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Cloud enablement

Cloud-Hungry SMBs Still Require Savvy Sale

Small to mid-sized businesses are eager to buy cloud services to upgrade their IT services at lower cost, but reaching them may require more effort by service providers, says cloud technology provider Parallels Inc.

As part of its effort to encourage service providers, including many smaller companies, to get into cloud services, Parallels has been conducting its own market research, surveying SMBs in the U.S. and 13 other markets globally, to determine if and how they buy cloud services.

The good news in the latest Parallels Insights research report is that the worldwide SMB cloud market is is expanding at a 26 percent compound annual growth rate and will reach $68 billion by 2014. Some of the most voracious cloud users will be the smallest businesses -- those with less than 20 employees -- which are three times more likely to purchase cloud services than their larger counterparts, says John Zanni, Parallels VP of service provider marketing and alliances.

The more complicated news is that in order to reach that audience effectively, service providers need to target their sales efforts to its specific needs, Zanni says.

This research may seem self-serving, but it echoes what other, more objective parties are saying. For example, at Light Reading's recent Carrier Cloud Forum, Stefan Bewley, director of Altman Vilandrie & Company , said SMBs have been the fastest to deploy cloud services -- and the fastest to be disenchanted with what they deliver. (See 5 Takeaways From Carrier Cloud Forum.)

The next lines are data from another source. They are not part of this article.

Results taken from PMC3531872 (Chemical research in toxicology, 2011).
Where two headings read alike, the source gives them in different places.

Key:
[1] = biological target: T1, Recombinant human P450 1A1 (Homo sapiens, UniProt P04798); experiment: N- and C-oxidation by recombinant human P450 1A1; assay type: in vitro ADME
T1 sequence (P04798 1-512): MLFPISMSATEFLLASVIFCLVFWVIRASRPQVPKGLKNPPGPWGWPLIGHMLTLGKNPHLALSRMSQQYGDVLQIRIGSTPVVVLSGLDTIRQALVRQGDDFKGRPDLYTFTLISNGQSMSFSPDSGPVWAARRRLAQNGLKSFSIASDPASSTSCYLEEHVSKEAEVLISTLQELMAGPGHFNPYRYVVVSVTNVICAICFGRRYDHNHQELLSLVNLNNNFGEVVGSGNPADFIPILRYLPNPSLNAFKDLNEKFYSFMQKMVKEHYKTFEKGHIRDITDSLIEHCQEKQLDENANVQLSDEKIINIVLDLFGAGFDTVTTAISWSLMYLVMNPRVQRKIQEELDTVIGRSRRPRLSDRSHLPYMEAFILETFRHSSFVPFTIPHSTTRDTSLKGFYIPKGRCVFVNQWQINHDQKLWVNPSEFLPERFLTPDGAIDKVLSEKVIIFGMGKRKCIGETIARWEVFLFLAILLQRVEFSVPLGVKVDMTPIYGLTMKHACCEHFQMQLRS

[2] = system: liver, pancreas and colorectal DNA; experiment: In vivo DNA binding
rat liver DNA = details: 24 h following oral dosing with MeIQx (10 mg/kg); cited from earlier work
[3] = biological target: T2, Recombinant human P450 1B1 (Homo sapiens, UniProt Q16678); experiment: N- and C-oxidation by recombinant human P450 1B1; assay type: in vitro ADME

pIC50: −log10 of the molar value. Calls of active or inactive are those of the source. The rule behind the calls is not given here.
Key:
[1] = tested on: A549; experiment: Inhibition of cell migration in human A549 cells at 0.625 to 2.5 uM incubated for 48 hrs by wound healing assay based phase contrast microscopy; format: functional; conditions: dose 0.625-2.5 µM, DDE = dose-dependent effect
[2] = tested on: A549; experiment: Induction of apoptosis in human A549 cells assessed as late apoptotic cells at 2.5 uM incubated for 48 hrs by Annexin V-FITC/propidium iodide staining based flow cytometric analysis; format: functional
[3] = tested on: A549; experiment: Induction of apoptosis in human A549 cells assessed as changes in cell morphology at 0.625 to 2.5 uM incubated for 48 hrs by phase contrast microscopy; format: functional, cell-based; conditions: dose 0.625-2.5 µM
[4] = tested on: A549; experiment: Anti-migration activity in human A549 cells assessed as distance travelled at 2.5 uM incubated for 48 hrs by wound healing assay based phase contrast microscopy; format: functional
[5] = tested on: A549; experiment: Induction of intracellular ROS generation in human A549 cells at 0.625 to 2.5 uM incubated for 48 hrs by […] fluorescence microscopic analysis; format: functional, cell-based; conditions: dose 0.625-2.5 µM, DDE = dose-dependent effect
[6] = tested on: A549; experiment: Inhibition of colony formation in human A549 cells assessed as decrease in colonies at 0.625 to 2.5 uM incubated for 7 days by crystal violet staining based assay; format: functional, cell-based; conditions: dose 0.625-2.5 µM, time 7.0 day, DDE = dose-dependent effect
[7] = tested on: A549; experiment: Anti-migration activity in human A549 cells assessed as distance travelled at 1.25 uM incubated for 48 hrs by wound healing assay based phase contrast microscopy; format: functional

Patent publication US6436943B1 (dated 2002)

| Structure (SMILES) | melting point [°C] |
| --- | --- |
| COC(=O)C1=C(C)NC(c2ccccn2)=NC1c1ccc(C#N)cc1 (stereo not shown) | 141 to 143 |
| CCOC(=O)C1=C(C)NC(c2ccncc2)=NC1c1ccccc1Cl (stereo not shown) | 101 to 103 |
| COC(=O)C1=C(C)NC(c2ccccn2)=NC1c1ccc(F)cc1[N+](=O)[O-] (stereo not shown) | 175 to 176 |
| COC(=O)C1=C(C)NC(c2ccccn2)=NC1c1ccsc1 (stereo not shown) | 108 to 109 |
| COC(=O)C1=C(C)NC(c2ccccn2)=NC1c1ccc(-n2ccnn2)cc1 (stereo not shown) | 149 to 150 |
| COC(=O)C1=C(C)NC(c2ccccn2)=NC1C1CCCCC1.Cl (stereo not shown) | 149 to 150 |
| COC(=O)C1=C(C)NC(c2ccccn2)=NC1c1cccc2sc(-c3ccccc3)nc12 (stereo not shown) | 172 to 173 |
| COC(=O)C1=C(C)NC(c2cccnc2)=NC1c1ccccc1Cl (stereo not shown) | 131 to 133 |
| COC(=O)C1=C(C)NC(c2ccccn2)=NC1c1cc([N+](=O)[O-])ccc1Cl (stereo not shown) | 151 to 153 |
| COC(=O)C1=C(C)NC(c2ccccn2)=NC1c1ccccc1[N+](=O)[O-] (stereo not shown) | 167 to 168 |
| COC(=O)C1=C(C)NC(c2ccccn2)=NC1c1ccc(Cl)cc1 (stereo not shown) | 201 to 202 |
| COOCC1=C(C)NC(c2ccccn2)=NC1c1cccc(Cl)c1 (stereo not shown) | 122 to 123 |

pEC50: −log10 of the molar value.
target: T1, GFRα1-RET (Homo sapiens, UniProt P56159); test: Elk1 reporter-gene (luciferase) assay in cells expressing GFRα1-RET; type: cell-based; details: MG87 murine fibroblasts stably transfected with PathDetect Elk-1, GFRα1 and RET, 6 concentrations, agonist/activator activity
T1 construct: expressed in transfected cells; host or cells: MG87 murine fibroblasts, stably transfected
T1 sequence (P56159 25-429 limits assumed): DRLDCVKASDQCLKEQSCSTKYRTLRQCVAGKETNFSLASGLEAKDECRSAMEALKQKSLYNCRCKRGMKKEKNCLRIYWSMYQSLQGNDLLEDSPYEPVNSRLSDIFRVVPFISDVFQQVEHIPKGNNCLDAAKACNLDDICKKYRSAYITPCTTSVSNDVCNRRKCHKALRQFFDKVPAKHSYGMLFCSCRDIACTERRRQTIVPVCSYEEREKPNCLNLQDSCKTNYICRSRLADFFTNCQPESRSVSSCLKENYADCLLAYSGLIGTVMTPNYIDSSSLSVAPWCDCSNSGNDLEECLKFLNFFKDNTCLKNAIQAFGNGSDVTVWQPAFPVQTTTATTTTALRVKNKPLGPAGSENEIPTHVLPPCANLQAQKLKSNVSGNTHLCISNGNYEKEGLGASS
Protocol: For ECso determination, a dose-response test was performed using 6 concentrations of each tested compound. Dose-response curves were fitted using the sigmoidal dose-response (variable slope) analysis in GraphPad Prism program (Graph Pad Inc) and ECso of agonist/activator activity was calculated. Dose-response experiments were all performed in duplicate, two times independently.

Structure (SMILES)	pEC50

Zanni believes that cloud services providers need better understanding of why SMBs buy cloud and what they are seeking. According to the Parallels Insights report, that varies with the size and type of business. Parallels' advice on how to reach SMBs effectively:

  • Know what kind of IT user the SMB is. Some SMBs want to convert their existing IT apps, but many others don't have on-site IT at present and want to leapfrog that stage and move right to the cloud to find apps that can improve productivity. Still others are using some hosted or cloud services and are looking to expand that activity. Each of the three types requires different handling.

  • Know the existing IT staff level of the customers. SMB owners are often their own IT decision-makers, but some companies do have dedicated IT staff or are using IT consultants. The key selling points for cloud will be different depending on the decision maker.

  • SMBs represent prime targets for up-selling. SMBs are looking to increase their Web presence. Offering them tools that help them develop Web sites or improve existing Web sites, plus take advantage of social media networks such as Facebook is a prime opportunity


Parallels is also issuing new reports for the Brazil and Mexico markets, and has 12 other regional cloud profiles. The reports can be downloaded here beginning Feb. 17.

— Carol Wilson, Chief Editor, Events, Light Reading

adrianajones 12/5/2012 | 5:41:32 PM
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